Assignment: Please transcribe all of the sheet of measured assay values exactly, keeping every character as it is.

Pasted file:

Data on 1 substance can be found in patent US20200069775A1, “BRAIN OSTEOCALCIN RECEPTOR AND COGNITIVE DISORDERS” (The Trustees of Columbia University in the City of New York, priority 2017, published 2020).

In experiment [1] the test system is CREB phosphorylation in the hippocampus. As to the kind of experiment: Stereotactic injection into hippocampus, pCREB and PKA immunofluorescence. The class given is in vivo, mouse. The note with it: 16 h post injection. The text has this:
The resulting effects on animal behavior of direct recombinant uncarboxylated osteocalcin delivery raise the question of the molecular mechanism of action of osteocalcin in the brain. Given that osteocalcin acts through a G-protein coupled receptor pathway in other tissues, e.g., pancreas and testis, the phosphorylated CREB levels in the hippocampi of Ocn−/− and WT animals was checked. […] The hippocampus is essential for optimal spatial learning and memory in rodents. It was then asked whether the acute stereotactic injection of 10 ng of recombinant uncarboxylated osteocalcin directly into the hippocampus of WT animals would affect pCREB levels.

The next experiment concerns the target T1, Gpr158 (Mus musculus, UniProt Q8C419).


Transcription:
Data on 1 substance can be found in patent US20200069775A1, “BRAIN OSTEOCALCIN RECEPTOR AND COGNITIVE DISORDERS” (The Trustees of Columbia University in the City of New York, priority 2017, published 2020).

In experiment [1] the test system is CREB phosphorylation in the hippocampus. As to the kind of experiment: Stereotactic injection into hippocampus, pCREB and PKA immunofluorescence. The class given is in vivo, mouse. The note with it: 16 h post injection. The text has this:
The resulting effects on animal behavior of direct recombinant uncarboxylated osteocalcin delivery raise the question of the molecular mechanism of action of osteocalcin in the brain. Given that osteocalcin acts through a G-protein coupled receptor pathway in other tissues, e.g., pancreas and testis, the phosphorylated CREB levels in the hippocampi of Ocn−/− and WT animals was checked. […] The hippocampus is essential for optimal spatial learning and memory in rodents. It was then asked whether the acute stereotactic injection of 10 ng of recombinant uncarboxylated osteocalcin directly into the hippocampus of WT animals would affect pCREB levels.

The next experiment concerns the target T1, Gpr158 (Mus musculus, UniProt Q8C419).